Tag Archives: Lyla Johnston

$ex Machine

by Lyla June Johnston, ’12

I wrote this poem on an airplane a few years ago. It’s been sitting in my notebook for a long time. I took it out the other day and decided I wanted to make a hip-hop track of it. I wanted to reclaim hip-hop as the healing force it was born to be by making it flashy, sexy and truthful. It’s main message is that we are not the sex slaves that pop music tells us we are, we are human beings that deserve love and respect.

How it developed was pretty interesting. I found the beat to go beneath it from the creative commons search on soundcloud.com. It was produced by a man in Sweden whom I’ve never met who goes by the name of “Dr. Mess.” I asked him if I could overlay some lyrics on it and he was fine with it. This is the beauty of making art for the people, not for the profit, under creative commons license as Dr. Mess does. The greed and fear that comes with copyrighting is relinquished and so we can collaborate more freely, even from across the ocean. Continue reading

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Revolutionary Art: “Call Me Human”

by Lyla Johnston, ’12

Listen to her poem here:

“Call Me Human”

from birth we etch these lines
engrave them in your mind
by the rockets red glare
the bombs bursting mid air
the war it begins
to make the imaginary country
as real as your skin.

America does not exist
It’s an idea men have obsessed over since 1776.

an excuse we use to manifest a reality that
destroyed the destiny of Native civilization. Continue reading

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Revolutionary Art: “Wake Up Time”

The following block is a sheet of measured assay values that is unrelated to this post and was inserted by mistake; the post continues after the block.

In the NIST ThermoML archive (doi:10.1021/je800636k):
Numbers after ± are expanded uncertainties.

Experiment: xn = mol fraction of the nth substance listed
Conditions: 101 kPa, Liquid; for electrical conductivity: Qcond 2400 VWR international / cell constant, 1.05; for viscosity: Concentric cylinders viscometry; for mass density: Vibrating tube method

by Lyla Johnston, ’12

This is a poetic translation of the Dine (Navajo) word, “Hozho.” There is no direct translation into English, but perhaps a close one would be: ‘attaining harmony with the exquisite song of the earth.’ My tribe, the Dine (Navajo) Nation, holds within its language certain conceptual keys and solutions for the activist’s dilemma. Through Bikeh Hozho (The Beauty Way) the Dine people lived and thrived for thousands of years without jails, judges, or social hierarchies. It is through the appreciation of the divine design of creation that we found peace within our communities. As an anthropology major I have found that, through the study of indigenous culture, we can uncover social tools and cultural mechanisms that have already been invented and perfected over thousands of years of evolution that foster the exchange of unconditional love. With the translation of a single word from Dine Bizaad (The Navajo Language) I hope to show how the Dine people can offer us ways of being healthy and happy activists. Continue reading

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REVOLUTIONARY ART: “In Her Arms”

by Lyla Johnston, ’12

“In Her Arms” is a story of following your heart like a compass. Of a woman falling fearlessly in love with another woman when the whole world tells her it’s wrong. It is a song about loving each cell in your body deeply regardless of your sexual orientation and remembering that our hearts do not lie but guide us to the truth of who we are.

I think it’s important to make the revolution as beautiful as possible. Art will play a prominent role in the liberation of the human spirit. It is a tangible ambassador of our internal beauty, a representation of the light we hold inside. Embed your message within an irresistible melody and you will immediately disarm the population. They will remember the exquisite joy they were born for, that we are all on the same side. The true and permanent revolution will not be hard. It will be as easy as choosing love and beauty over pain and hopelessness. Continue reading
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